Photo: Fiji the cat, courtesy of Picton Castle
Date: Monday, August 5, 2019
Fiji? Aboard? Huh?
Fiji is a cat. Calico colors … if I am not mistaken.
She is Picton Castle’s ship’s cat. Came aboard Picton Castle during the recently ended seventh round-the-world voyage.
Fiji is a wanderer.
According to Picton Castle’s cook, this wandering around ashore is new. Hmm … a cat goes wandering is not novel. Wandering from home and returning home is a common event for domestic cats that have a home base to return to from their neighborhood wanderings.
Except Fiji’s home base is moving from port to port. Weekly moves during this summer. Only three to four days at each new port. Going ashore for Fiji might possibly be akin to exploring by Europeans in far-off continents never before visited by Europeans. A time before maps made by European explorers.
The first I heard about Fiji was a story from Picton Castle’s Captain Dirk Lorenzen of getting a phone call during Basil Port of Call: Buffalo, the festival that kicked off our nation’s 4th of July long weekend.
This call came from an animal shelter. One some thirty miles from Buffalo. They figured out how to contact the ship through the chip installed in Fiji. Part of the amazement of the story is that the chip seems to indicate Fiji is from Fiji? Or is it the ship is her home and it is from the Cook Islands? Whatever, it seems the animal shelter twigged to the tall ship festival ongoing in Buffalo, thirty miles away, and managed to make contact and arrange for Fiji to be transported to Buffalo and back to her floating home, only temporarily, in Buffalo.
Now, how did Fiji get thirty miles away from Buffalo? Someone took her, of course. A good Samaritan. From that event, Fiji now carries a big sign (big for a cat with a collar) that tells of her floating home and provides a number to the captain. But I recently learned from the same captain that the phone number has been taken off. He was getting calls at 1 a.m., 2 a.m., 3 a.m. declaring, “we found your cat.” The captain’s response each time was, “No, you did not find the cat. You picked her up near her home floating in your harbor. Please put her down and let her be.”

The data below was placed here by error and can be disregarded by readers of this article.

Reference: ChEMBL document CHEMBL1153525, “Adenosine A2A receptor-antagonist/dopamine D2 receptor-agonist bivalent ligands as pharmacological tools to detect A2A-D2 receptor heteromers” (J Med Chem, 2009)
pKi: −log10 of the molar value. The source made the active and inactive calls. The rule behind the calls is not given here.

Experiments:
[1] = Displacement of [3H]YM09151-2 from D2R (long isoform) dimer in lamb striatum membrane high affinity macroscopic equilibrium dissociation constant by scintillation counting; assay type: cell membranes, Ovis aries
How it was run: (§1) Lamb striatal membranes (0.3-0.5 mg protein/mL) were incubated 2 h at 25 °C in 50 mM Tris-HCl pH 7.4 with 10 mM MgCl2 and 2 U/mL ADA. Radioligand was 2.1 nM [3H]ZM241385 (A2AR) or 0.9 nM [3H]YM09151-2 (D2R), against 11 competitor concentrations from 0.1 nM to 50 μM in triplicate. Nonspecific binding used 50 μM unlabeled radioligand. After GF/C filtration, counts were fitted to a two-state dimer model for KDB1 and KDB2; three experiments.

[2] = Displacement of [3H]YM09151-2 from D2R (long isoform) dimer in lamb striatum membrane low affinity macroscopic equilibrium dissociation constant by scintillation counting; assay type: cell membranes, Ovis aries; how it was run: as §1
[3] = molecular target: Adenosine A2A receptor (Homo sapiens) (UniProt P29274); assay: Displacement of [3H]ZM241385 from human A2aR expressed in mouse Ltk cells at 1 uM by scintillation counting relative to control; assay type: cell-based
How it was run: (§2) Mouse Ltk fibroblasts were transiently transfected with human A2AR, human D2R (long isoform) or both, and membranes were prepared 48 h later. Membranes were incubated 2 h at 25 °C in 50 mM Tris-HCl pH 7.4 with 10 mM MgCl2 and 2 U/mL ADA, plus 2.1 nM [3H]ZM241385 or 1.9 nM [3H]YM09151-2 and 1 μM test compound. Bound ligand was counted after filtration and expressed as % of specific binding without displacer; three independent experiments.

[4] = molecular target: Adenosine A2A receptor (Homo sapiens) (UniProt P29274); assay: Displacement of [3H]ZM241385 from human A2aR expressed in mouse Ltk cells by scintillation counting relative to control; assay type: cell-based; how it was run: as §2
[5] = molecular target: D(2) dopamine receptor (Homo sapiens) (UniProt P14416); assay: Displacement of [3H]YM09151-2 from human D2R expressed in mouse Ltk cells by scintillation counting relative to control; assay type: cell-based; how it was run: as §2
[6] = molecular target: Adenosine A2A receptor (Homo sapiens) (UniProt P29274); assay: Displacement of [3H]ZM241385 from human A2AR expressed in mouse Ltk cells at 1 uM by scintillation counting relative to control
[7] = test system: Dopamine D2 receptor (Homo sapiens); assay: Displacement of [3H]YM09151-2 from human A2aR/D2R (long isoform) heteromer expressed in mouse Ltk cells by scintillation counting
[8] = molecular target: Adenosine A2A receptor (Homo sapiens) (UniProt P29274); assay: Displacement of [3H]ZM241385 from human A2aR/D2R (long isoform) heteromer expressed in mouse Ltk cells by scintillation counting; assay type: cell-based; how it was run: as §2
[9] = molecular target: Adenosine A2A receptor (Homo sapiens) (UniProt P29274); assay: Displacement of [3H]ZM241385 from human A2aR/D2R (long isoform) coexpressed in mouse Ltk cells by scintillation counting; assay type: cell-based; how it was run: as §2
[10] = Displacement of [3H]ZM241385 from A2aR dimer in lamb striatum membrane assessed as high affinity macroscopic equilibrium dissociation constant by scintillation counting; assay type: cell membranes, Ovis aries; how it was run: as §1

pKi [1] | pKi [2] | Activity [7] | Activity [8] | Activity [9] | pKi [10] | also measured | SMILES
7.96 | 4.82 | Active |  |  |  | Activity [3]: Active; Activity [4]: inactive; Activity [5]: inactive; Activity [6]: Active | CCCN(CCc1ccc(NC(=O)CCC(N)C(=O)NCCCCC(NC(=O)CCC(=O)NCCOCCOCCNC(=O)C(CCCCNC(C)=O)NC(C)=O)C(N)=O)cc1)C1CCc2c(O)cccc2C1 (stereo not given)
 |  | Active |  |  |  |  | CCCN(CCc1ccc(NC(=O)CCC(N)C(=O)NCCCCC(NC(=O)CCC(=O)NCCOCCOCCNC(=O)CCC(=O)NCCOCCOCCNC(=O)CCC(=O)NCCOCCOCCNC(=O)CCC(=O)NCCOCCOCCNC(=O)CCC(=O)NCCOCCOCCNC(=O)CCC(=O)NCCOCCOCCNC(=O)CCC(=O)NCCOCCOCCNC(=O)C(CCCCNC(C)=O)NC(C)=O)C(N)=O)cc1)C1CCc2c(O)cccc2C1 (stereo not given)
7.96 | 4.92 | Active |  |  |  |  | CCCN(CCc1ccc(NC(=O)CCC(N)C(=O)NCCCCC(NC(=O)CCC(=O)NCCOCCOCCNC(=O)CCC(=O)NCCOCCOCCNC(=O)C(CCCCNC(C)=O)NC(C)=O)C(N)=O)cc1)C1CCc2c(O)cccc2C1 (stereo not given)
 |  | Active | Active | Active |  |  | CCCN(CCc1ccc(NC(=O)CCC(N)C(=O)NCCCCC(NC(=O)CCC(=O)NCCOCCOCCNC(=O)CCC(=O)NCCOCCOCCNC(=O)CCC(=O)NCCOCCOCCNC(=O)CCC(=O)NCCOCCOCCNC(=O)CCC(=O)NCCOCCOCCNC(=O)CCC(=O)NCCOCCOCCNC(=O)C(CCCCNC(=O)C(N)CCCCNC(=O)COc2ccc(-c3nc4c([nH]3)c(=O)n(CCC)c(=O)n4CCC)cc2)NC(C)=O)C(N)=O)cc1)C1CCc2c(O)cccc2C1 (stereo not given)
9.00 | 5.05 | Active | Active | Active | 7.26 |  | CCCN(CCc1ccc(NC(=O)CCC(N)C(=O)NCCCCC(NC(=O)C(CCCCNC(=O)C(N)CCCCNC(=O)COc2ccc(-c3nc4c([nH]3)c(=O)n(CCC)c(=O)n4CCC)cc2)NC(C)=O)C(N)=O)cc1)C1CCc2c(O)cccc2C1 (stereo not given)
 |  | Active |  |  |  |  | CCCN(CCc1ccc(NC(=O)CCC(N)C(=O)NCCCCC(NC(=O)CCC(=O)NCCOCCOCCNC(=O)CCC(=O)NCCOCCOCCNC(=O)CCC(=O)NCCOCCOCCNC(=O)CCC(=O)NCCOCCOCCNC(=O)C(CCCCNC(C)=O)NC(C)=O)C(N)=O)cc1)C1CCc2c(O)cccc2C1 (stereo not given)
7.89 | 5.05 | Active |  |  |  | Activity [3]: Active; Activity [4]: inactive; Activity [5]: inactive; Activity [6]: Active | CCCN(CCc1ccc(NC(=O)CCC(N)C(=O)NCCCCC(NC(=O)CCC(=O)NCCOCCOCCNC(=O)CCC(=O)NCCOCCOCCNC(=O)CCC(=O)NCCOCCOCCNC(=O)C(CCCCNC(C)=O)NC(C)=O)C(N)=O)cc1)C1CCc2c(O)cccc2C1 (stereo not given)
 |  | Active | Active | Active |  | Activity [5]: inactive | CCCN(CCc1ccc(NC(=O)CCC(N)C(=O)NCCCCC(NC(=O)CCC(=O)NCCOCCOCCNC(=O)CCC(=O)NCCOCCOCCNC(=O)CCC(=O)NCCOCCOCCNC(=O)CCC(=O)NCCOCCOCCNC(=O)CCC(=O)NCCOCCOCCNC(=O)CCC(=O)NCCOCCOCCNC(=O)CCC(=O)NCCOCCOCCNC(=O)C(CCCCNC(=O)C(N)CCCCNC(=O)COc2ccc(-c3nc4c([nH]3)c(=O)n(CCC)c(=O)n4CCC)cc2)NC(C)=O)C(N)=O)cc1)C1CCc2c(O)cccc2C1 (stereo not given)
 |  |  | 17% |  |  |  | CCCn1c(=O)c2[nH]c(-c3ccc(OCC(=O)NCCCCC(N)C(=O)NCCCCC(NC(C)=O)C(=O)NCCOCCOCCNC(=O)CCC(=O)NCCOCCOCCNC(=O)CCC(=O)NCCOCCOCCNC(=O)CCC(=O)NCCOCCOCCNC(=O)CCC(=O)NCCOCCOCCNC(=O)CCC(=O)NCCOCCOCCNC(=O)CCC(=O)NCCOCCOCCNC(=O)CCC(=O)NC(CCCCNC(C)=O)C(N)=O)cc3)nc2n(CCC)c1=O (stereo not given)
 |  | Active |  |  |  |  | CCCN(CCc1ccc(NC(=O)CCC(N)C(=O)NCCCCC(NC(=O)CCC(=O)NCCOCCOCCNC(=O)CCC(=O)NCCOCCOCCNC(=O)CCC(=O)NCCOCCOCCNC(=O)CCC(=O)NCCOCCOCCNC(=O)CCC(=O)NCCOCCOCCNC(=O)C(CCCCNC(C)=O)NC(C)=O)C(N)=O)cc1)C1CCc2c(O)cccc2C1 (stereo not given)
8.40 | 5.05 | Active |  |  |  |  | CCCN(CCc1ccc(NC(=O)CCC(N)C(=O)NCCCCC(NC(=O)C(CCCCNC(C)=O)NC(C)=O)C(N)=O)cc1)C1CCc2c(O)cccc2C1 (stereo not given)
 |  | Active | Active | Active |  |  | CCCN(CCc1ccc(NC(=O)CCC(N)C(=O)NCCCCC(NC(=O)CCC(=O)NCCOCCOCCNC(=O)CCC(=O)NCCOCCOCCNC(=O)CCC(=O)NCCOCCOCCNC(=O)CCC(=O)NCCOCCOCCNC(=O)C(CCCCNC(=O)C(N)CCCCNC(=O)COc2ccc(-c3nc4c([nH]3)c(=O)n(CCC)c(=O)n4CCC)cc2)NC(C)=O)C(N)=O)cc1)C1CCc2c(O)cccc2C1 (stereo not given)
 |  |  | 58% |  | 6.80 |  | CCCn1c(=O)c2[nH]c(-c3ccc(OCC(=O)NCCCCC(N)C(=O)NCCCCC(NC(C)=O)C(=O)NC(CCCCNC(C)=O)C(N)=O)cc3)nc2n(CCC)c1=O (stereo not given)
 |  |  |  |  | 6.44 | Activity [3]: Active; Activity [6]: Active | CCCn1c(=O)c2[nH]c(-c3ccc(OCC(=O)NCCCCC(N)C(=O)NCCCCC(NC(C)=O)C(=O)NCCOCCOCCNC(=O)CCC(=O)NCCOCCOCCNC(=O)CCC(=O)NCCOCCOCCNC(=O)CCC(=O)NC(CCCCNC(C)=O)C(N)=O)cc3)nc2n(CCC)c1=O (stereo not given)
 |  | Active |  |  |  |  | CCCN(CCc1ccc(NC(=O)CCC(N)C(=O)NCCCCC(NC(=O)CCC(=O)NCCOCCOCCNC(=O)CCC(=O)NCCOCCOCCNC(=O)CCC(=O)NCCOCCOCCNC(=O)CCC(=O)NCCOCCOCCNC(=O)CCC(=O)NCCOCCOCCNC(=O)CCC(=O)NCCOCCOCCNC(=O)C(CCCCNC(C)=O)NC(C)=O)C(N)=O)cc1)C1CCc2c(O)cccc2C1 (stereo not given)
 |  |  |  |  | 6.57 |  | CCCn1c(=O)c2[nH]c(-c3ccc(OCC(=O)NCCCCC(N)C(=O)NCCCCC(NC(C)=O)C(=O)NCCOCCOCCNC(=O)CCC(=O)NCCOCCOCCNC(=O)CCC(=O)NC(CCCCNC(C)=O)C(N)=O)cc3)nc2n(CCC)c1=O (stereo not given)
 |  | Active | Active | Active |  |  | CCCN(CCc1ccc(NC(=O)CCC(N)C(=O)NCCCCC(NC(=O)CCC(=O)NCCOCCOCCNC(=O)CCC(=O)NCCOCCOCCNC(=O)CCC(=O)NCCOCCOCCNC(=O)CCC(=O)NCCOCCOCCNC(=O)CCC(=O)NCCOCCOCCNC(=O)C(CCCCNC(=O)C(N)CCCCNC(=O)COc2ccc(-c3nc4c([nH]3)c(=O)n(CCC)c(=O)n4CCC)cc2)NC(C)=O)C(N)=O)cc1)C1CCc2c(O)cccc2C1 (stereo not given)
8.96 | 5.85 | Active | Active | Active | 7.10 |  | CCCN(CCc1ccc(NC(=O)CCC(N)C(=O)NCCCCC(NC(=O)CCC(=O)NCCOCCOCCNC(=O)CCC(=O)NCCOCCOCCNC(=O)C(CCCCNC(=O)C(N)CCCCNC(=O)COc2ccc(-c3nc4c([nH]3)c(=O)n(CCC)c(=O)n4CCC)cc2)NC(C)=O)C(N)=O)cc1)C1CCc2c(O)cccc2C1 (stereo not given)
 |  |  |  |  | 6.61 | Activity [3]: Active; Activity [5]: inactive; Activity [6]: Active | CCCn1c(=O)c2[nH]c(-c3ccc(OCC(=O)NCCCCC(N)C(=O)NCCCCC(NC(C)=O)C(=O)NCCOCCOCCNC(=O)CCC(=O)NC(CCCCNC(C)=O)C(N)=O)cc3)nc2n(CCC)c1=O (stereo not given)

So, Fiji is aboard, meaning aboard Pride — something I heard a few times during Kenosha Tall Ships®. Seems Fiji makes visits pretty frequently. Seems logical. Here in Kenosha, Pride is the first ship Fiji would come across when departing her ship for her exploring. Some couple of times Fiji has taken to sleeping on Pride‘s captain’s bunk, the bunk I use aboard Pride. I have not been using it. I am fine with Fiji making use of it. I have been using the air-conditioned hotel room provided by the festival organizers.
Unlike Toronto and Buffalo, all of the other port festivals have had all of the participating vessels moored near each other. All in one compound, so to speak. Whereas in Toronto and Buffalo, there were two or three separate compounds of ships. Each compound some distance apart. Upwards of half a mile in Toronto. More like a third of a mile in Buffalo. For the all-grouped-together-in-a-compound scenarios, I have witnessed Fiji ashore making her way along the row of ships. Seems by the stories I have heard, Fiji visits all of the ships. Not sure, nor can I guess, as to why Fiji chooses Pride’s captain’s bunk for lengthy naps.
My wife, Leslie, a friend to all animals, possessor of four house cats, and a friend to a yard cat that has adopted Leslie as much as she has adopted him, indicates that I may have some of our home cat smells for Fiji to identify with, having brought clothes from home.
Other factors that might play into the frequent visits aboard by Fiji could be smells to be found aboard Pride. Maybe also because Pride is pretty quiet. Only a dozen living aboard. All the other larger vessels have twice or more living aboard. Whatever Fiji’s thinking, she is welcome. And we make sure she is not aboard when we move Pride.
A different kind of inter-ship friendship story. Eh?
Captain Jan C. Miles